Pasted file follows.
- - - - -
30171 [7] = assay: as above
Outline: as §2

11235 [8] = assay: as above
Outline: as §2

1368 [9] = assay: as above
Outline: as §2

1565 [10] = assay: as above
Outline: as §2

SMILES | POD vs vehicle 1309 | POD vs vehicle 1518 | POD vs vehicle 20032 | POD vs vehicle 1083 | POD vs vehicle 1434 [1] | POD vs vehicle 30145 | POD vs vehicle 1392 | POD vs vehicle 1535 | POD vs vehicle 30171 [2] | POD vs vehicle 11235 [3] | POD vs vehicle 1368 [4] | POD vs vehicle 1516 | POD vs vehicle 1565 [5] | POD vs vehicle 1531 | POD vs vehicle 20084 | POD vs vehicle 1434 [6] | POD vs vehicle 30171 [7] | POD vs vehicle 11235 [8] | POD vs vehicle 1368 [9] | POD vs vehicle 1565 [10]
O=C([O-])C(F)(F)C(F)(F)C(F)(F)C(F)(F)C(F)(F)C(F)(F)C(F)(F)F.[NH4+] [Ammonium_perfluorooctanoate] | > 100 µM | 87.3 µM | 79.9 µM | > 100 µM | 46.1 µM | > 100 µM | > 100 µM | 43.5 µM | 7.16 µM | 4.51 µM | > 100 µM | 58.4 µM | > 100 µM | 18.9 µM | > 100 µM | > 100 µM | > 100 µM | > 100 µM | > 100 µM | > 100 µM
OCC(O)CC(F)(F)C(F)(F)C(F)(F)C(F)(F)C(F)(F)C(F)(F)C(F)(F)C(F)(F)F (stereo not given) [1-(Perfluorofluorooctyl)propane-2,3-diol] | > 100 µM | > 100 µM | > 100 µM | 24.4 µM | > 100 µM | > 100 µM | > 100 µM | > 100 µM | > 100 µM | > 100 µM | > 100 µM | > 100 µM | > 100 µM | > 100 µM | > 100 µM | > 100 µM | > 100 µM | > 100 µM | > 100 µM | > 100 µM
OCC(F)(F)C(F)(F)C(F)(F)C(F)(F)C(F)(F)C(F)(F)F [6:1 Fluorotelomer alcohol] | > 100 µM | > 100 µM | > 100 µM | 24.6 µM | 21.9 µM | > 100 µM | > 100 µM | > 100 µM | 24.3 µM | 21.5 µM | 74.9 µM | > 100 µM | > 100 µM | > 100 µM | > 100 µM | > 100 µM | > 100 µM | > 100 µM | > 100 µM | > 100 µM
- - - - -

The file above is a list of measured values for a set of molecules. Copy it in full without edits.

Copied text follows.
30171 [7] = assay: as above
Outline: as §2

11235 [8] = assay: as above
Outline: as §2

1368 [9] = assay: as above
Outline: as §2

1565 [10] = assay: as above
Outline: as §2

SMILES | POD vs vehicle 1309 | POD vs vehicle 1518 | POD vs vehicle 20032 | POD vs vehicle 1083 | POD vs vehicle 1434 [1] | POD vs vehicle 30145 | POD vs vehicle 1392 | POD vs vehicle 1535 | POD vs vehicle 30171 [2] | POD vs vehicle 11235 [3] | POD vs vehicle 1368 [4] | POD vs vehicle 1516 | POD vs vehicle 1565 [5] | POD vs vehicle 1531 | POD vs vehicle 20084 | POD vs vehicle 1434 [6] | POD vs vehicle 30171 [7] | POD vs vehicle 11235 [8] | POD vs vehicle 1368 [9] | POD vs vehicle 1565 [10]
O=C([O-])C(F)(F)C(F)(F)C(F)(F)C(F)(F)C(F)(F)C(F)(F)C(F)(F)F.[NH4+] [Ammonium_perfluorooctanoate] | > 100 µM | 87.3 µM | 79.9 µM | > 100 µM | 46.1 µM | > 100 µM | > 100 µM | 43.5 µM | 7.16 µM | 4.51 µM | > 100 µM | 58.4 µM | > 100 µM | 18.9 µM | > 100 µM | > 100 µM | > 100 µM | > 100 µM | > 100 µM | > 100 µM
OCC(O)CC(F)(F)C(F)(F)C(F)(F)C(F)(F)C(F)(F)C(F)(F)C(F)(F)C(F)(F)F (stereo not given) [1-(Perfluorofluorooctyl)propane-2,3-diol] | > 100 µM | > 100 µM | > 100 µM | 24.4 µM | > 100 µM | > 100 µM | > 100 µM | > 100 µM | > 100 µM | > 100 µM | > 100 µM | > 100 µM | > 100 µM | > 100 µM | > 100 µM | > 100 µM | > 100 µM | > 100 µM | > 100 µM | > 100 µM
OCC(F)(F)C(F)(F)C(F)(F)C(F)(F)C(F)(F)C(F)(F)F [6:1 Fluorotelomer alcohol] | > 100 µM | > 100 µM | > 100 µM | 24.6 µM | 21.9 µM | > 100 µM | > 100 µM | > 100 µM | 24.3 µM | 21.5 µM | 74.9 µM | > 100 µM | > 100 µM | > 100 µM | > 100 µM | > 100 µM | > 100 µM | > 100 µM | > 100 µM | > 100 µM